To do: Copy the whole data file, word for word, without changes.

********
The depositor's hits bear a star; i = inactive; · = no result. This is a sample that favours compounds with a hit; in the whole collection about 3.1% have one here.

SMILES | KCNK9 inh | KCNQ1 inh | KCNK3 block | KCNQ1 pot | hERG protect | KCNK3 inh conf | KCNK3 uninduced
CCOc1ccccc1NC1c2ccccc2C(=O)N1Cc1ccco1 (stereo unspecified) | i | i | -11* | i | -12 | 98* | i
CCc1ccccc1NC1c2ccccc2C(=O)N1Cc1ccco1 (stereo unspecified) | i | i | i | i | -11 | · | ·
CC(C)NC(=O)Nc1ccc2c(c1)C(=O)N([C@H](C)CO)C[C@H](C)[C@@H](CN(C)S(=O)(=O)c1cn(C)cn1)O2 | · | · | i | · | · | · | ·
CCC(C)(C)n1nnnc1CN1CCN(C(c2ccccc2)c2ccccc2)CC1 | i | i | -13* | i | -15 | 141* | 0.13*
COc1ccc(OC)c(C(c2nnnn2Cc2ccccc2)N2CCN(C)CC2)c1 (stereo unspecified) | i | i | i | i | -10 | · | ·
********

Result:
The depositor's hits bear a star; i = inactive; · = no result. This is a sample that favours compounds with a hit; in the whole collection about 3.1% have one here.

SMILES | KCNK9 inh | KCNQ1 inh | KCNK3 block | KCNQ1 pot | hERG protect | KCNK3 inh conf | KCNK3 uninduced
CCOc1ccccc1NC1c2ccccc2C(=O)N1Cc1ccco1 (stereo unspecified) | i | i | -11* | i | -12 | 98* | i
CCc1ccccc1NC1c2ccccc2C(=O)N1Cc1ccco1 (stereo unspecified) | i | i | i | i | -11 | · | ·
CC(C)NC(=O)Nc1ccc2c(c1)C(=O)N([C@H](C)CO)C[C@H](C)[C@@H](CN(C)S(=O)(=O)c1cn(C)cn1)O2 | · | · | i | · | · | · | ·
CCC(C)(C)n1nnnc1CN1CCN(C(c2ccccc2)c2ccccc2)CC1 | i | i | -13* | i | -15 | 141* | 0.13*
COc1ccc(OC)c(C(c2nnnn2Cc2ccccc2)N2CCN(C)CC2)c1 (stereo unspecified) | i | i | i | i | -10 | · | ·